Degradation of the mycotoxin patulin between 25 and 85 °C without and with added ascorbic acid was studied, and the effectiveness of linear and nonlinear models for predicting reaction rates was compared. In agreement with previous reports, ascorbic acid significantly increased (P ≤ 0.05) the rate of patulin degradation at all temperatures studied. The data for patulin degradation in the absence of ascorbic acid were adequately modeled using a zero-order linear kinetic model. However, the predictive abilities of zero and higher-order linear models were not adequate to describe the more complex reactions that likely occurred when ascorbic acid was added. In contrast, the nonlinear Weibull model adequately described the patulin-ascorbic acid reaction throughout the temperature range studied. Zero-order rate constants and Weibull scale values for each of the respective reactions followed the Arrhenius law. Activation energies of 58.7 ± 3.9 and 29.6 ± 1.9 kJ mol−1 for the reaction without and with ascorbic acid, respectively, confirmed decreased patulin stability in the presence of ascorbic acid and suggested that the mechanisms for the 2 degradation reactions were different.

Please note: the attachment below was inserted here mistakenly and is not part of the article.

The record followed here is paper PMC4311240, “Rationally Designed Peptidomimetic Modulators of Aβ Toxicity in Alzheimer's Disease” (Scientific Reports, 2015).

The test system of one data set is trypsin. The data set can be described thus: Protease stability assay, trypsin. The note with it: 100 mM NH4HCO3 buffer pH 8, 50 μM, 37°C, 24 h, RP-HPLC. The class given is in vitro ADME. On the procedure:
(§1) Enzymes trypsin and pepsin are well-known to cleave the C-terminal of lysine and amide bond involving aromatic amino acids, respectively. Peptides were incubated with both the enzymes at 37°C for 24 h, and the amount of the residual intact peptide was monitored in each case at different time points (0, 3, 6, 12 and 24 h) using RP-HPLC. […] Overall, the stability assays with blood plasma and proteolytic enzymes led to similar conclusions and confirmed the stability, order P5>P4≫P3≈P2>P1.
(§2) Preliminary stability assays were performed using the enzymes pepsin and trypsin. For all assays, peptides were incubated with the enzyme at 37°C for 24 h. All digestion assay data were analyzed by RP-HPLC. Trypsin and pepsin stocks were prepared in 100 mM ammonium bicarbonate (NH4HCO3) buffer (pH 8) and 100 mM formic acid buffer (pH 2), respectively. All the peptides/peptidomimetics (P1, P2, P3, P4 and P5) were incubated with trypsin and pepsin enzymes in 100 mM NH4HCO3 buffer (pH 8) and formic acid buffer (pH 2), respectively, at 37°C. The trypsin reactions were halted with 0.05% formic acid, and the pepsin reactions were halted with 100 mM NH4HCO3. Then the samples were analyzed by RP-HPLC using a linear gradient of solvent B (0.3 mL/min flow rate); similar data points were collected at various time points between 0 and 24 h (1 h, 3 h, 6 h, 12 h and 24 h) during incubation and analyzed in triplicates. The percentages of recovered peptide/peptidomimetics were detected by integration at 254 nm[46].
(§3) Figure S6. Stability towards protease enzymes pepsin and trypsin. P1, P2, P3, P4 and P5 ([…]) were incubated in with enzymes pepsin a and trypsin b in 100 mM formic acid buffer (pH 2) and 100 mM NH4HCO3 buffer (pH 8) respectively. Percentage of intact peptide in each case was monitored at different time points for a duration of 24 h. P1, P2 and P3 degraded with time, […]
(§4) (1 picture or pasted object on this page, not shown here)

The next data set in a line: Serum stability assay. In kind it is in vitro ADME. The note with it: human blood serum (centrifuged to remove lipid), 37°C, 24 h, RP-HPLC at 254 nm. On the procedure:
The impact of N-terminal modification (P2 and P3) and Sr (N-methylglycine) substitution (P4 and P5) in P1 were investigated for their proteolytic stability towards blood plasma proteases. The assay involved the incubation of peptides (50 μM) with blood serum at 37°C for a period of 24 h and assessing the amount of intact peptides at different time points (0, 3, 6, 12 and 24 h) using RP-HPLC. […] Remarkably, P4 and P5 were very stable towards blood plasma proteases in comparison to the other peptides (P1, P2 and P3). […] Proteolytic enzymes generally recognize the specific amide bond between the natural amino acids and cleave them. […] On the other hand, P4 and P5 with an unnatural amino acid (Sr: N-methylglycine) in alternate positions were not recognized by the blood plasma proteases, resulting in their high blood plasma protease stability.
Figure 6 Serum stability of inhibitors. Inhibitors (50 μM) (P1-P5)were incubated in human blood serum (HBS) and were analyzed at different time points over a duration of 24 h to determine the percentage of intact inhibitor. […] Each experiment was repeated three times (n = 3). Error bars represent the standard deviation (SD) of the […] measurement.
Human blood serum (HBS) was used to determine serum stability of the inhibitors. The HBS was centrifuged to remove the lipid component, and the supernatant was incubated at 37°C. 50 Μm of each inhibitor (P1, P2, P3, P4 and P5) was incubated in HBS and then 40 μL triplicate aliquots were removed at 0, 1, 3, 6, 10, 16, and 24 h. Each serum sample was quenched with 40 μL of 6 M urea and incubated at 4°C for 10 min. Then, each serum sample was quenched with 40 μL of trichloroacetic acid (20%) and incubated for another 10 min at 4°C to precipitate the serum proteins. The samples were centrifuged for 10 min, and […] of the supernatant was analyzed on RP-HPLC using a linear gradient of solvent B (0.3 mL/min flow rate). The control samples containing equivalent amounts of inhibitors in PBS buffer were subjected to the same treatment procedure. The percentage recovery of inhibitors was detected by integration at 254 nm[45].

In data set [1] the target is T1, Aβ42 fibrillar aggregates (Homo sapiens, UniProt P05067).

Ascorbic acid is known to increase the rate of degradation of patulin in apple juice. Because this vitamin is generally recognized as safe (GRAS), inexpensive, recognized by consumers as a beneficial nutrient, and does not negatively affect the sensory properties of apple juice, it may find application for reducing levels of this mycotoxin. Kinetic studies on the reaction of ascorbic acid and patulin are useful for providing information about the reaction mechanism and for process optimization studies to determine thermal processing schemes and postprocessing storage conditions that can be used to minimize patulin levels in apple juice.